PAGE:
Moreover, through the above described process, a tapered nanowire having a high aspect ratio is provided. A high aspect ratio of the nanowire is desirable as it results in higher electric field strength at the tip of the nanorod, thereby leading to improved field emission performance. Aspect ratio should in the present context be understood as the length to width ratio of the nanostructure where the length is defined in a direction away from the spherical structure.

The population density of nanowires on the sphere, and the aspect ration of nanowires, can be controlled by tuning the reaction temperature and the oxidation time. A low density of long nanowires may provide

advantageous field emission properties since screening effects can be reduced or avoided.

In one embodiment of the invention, the spherical Zn structures may be provided on the surface of a substrate to facilitate manufacturing. The spherical structures may for example be provided in the form of a Zn powder being sprayed on the substrate.

Moreover, the diameter of the spherical Zn structures may be in the range of 1 -100 pm and the ZnO nanowires may advantageously be grown to a length in the range of 3-7 pm and having a tip radius in the range of 10-30 nm.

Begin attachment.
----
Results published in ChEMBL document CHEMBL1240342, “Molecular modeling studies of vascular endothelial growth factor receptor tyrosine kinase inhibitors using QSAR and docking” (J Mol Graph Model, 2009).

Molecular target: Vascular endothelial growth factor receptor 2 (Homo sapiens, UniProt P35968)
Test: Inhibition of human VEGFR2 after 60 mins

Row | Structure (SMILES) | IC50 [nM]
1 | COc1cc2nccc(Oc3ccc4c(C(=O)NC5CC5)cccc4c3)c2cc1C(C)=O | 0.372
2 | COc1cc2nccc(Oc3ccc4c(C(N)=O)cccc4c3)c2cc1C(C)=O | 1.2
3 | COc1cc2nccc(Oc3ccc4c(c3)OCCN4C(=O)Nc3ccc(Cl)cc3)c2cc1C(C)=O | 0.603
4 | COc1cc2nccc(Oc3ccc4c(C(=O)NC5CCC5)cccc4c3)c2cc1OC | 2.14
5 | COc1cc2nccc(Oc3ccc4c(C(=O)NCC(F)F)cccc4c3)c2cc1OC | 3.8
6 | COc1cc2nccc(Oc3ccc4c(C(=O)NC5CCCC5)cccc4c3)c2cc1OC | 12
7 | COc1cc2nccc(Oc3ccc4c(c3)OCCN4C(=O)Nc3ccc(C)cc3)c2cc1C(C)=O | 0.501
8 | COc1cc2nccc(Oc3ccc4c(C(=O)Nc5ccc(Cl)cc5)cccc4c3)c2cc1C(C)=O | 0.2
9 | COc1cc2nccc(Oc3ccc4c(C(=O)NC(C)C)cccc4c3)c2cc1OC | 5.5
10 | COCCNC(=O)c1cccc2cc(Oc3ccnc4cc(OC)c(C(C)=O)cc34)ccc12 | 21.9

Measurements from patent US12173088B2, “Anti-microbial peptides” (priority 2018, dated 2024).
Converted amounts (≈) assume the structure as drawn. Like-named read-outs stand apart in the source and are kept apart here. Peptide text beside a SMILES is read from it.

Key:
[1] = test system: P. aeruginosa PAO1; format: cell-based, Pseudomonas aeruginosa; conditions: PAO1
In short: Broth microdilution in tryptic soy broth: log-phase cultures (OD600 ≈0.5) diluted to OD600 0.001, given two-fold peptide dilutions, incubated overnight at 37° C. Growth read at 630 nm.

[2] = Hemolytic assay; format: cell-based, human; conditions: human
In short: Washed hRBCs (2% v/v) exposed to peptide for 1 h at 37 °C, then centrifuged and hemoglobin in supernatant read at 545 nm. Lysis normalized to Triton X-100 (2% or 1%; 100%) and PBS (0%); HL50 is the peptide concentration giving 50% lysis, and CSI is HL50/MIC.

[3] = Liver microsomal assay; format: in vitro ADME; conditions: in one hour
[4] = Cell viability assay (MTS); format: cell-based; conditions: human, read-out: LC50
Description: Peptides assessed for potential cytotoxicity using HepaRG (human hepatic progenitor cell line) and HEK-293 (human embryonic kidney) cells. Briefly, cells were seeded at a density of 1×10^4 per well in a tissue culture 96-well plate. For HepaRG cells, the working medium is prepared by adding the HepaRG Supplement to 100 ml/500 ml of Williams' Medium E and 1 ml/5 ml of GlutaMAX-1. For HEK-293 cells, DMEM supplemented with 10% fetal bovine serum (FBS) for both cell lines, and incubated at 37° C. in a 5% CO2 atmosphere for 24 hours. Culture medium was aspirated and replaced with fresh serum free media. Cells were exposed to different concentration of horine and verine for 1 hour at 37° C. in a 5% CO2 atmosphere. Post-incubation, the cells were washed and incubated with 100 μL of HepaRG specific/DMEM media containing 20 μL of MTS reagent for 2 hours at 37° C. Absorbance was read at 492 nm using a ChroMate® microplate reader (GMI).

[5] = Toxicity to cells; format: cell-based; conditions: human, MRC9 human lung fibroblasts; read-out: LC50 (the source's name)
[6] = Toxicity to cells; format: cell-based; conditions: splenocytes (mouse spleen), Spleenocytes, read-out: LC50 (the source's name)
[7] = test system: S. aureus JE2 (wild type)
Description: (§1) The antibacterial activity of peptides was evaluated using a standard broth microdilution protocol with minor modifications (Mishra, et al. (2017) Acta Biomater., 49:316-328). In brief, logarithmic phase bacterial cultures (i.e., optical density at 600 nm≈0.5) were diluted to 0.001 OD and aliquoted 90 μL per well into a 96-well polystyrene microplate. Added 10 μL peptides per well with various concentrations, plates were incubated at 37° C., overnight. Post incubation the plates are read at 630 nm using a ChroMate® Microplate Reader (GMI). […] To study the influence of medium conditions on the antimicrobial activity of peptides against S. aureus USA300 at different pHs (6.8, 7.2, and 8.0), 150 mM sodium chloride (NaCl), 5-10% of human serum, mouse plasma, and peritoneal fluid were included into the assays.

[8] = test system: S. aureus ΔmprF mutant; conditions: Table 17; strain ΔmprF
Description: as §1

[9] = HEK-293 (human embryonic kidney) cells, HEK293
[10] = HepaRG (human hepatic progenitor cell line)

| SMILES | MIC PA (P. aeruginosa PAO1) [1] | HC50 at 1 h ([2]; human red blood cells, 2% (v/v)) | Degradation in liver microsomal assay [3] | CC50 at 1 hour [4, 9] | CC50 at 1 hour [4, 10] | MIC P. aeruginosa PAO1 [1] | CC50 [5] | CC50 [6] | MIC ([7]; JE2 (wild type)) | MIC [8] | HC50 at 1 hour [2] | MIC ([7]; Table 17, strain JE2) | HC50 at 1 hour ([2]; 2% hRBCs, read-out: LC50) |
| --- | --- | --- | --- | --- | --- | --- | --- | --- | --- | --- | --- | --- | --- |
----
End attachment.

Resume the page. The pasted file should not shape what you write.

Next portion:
According to one embodiment of the invention, the oxidizing step may advantageously be performed at a temperature in the range of 350°C to 550°C for a time period of 36h to 72h, for example at 550°C for 30h which has proven to provide nanowires having a high aspect ratio and a suitable population density for use in field emission applications.

According to a second aspect of the invention, there is provided a structure comprising a spherical Zn structure having a diameter in the range of 1 -100 pm and a plurality of ZnO nanowires extending from the spherical structure, said nanowires having a length in the range of 3-50 pm, and a tip radius in the range of 1 -30 nm. Furthermore, the spherical Zn structure may have a hollow core. The nanowires may advantageously be tapered so that they are narrower towards the tip, which is advantageous with respect to the field emission properties of the nanowire.

According to one embodiment of the invention, the hollow core Zn structure may ZnO shell. The thickness of the ZnO shell in relation to the overall size of the Zn particle is related to the oxidation temperature and time.

Further effects and advantages of the second aspect of the invention are largely analogous to those discussed above in relation to the

manufacturing method.

The above discussed Zn structure comprising ZnO nanowires may advantageously be provided on a substrate to be used as a cathode for a field emission lighting arrangement.